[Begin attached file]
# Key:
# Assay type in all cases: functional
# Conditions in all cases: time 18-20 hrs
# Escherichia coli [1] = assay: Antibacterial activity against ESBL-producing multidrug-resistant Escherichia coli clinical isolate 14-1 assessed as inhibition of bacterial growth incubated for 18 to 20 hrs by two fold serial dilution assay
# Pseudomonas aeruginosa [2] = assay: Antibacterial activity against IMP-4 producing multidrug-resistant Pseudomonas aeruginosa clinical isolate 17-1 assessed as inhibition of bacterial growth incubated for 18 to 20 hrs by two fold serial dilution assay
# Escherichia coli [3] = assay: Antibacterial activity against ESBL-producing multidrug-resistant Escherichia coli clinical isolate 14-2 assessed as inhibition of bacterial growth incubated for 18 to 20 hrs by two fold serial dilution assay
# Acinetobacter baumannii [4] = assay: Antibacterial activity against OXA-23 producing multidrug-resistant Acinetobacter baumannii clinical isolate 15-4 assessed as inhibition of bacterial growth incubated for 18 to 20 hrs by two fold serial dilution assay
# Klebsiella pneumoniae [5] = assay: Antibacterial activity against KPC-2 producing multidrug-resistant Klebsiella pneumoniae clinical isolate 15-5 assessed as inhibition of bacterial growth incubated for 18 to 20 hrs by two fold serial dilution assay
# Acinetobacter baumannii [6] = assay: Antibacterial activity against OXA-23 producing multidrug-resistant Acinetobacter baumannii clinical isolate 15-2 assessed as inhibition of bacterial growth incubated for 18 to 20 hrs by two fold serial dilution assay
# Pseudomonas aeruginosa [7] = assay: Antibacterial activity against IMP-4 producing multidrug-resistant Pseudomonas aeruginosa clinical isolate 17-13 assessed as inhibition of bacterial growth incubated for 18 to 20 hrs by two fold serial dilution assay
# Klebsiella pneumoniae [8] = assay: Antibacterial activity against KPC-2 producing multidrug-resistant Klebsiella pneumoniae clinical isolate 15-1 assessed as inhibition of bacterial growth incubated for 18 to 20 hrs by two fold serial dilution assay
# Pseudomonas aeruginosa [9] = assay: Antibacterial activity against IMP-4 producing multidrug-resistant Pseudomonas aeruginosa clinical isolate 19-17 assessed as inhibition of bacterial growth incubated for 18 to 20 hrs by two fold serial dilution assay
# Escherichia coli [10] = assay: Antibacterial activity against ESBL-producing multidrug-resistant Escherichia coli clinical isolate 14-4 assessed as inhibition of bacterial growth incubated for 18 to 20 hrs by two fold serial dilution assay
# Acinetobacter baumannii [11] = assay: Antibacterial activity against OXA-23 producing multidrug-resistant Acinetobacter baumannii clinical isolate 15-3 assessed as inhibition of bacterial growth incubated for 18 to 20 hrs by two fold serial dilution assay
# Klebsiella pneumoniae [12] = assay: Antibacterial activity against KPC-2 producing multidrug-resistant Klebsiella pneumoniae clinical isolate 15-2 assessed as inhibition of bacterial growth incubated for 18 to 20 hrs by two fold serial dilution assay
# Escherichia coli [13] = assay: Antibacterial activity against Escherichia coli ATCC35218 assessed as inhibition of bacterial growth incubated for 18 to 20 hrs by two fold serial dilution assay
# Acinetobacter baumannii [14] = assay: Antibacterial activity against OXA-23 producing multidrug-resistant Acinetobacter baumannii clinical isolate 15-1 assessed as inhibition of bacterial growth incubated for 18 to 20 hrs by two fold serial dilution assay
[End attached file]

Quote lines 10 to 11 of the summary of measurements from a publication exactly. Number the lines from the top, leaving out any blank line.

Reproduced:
# Pseudomonas aeruginosa [7] = assay: Antibacterial activity against IMP-4 producing multidrug-resistant Pseudomonas aeruginosa clinical isolate 17-13 assessed as inhibition of bacterial growth incubated for 18 to 20 hrs by two fold serial dilution assay
# Klebsiella pneumoniae [8] = assay: Antibacterial activity against KPC-2 producing multidrug-resistant Klebsiella pneumoniae clinical isolate 15-1 assessed as inhibition of bacterial growth incubated for 18 to 20 hrs by two fold serial dilution assay